Why was Thomas their last hope? Because time was running out and Thomas's responsibilities include:

"Thomas is the justice assigned to handle emergency matters arising out of Georgia and would have been the one to receive any urgent appeal of Trump’s lawsuit to the Supreme Court — a fact that seemed to be part of the Trump legal team’s calculus."
 

Finance85

HR Legend
Oct 22, 2003
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No, the point is to report on the strategy and thinking of Trump's team at that time, derived from the emails among themselves that are now available. That is especially clear if you read the article. It's really rather simple. Normal people can read simple reporting and come away with nothing but an understanding of the events, rather than something super sinister, where the media has concocted a misleading story to fool their readers. You probably are still capable of reading sports stories or a summary of a game without finding hidden meaning or a "agenda" or "narrative" in it, it's just a summary of the game.

Now, if someone took that information, and furthered it without support, say: Thomas was secretly in a dom/sub relationship with Trump's lawyer Eastman, and Eastman was going to use that leverage as blackmail to get Thomas to suspend the certification. And that Thomas was going to go through with it, until Thomas was persuaded by Sotomayer to not go through with it, or Ginni will be deposed... yada yada.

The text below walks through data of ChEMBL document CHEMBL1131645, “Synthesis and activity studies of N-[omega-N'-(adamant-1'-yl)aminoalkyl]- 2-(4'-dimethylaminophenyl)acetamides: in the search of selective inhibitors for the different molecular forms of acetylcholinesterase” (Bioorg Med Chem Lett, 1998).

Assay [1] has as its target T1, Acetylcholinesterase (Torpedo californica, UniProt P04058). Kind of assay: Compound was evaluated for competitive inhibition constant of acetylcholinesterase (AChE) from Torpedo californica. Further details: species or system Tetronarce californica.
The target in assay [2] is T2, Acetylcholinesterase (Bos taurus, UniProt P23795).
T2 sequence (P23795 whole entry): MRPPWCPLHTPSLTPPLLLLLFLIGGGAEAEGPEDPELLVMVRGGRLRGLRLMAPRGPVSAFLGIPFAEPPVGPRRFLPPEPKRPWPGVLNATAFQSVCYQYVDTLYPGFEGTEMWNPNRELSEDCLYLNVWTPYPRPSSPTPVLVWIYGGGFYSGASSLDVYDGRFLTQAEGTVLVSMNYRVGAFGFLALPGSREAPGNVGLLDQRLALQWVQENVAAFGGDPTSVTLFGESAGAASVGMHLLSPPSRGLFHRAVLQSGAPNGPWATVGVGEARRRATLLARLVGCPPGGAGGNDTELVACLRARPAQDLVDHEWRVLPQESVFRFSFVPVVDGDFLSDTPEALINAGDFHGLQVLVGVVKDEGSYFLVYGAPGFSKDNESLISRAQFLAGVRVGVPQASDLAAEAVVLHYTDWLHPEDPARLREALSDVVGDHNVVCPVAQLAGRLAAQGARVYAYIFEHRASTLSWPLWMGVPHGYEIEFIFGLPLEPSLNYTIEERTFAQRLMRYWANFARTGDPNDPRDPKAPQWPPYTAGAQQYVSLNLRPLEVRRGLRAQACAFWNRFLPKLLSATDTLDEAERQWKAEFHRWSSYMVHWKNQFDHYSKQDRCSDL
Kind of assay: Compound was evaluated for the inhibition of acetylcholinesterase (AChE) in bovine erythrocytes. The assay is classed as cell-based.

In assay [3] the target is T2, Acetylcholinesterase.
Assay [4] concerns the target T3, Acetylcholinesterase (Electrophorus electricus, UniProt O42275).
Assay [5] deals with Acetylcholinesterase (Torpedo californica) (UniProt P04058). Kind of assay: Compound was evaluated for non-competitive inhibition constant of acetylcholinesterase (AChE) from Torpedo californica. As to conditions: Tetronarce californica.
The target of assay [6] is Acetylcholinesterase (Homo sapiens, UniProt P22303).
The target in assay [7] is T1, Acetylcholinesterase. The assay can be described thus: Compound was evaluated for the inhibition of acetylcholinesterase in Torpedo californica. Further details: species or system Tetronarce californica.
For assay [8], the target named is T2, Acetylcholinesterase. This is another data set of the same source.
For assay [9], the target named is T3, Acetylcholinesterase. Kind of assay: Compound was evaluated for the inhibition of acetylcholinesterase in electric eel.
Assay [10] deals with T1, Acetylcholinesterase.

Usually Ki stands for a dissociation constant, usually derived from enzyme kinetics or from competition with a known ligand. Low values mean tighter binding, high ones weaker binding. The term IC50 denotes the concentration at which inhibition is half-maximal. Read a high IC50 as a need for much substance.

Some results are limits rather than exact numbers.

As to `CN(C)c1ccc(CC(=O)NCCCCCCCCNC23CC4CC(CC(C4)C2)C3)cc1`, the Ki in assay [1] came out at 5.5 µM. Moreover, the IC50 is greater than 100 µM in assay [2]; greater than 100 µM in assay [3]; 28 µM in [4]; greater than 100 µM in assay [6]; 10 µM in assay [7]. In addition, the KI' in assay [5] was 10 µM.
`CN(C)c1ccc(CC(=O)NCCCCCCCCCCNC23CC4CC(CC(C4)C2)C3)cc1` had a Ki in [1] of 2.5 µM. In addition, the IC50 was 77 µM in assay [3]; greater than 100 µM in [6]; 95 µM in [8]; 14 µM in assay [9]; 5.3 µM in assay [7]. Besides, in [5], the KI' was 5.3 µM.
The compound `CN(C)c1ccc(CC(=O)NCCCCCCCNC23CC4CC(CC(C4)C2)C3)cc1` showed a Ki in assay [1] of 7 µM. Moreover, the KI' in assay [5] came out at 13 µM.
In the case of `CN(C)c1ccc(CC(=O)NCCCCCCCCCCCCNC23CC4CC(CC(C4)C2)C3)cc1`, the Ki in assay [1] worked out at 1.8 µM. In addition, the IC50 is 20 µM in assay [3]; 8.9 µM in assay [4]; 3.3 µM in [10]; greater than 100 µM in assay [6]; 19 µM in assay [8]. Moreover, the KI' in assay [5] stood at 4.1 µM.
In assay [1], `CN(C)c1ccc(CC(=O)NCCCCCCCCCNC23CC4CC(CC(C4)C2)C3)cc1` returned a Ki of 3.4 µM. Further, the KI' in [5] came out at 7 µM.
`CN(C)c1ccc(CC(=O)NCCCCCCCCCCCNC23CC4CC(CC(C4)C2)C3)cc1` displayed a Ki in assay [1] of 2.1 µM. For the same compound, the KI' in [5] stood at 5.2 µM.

That would be a conspiracy theory.
They were wrong. That would be expected of Trump lawyers.
 

Aardvark86

HR All-American
Jan 23, 2018
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No, the point is to report on the strategy and thinking of Trump's team at that time, derived from the emails among themselves that are now available. That is especially clear if you read the article. It's really rather simple. Normal people can read simple reporting and come away with nothing but an understanding of the events, rather than something super sinister, where the media has concocted a misleading story to fool their readers. You probably are still capable of reading sports stories or a summary of a game without finding hidden meaning or a "agenda" or "narrative" in it, it's just a summary of the game.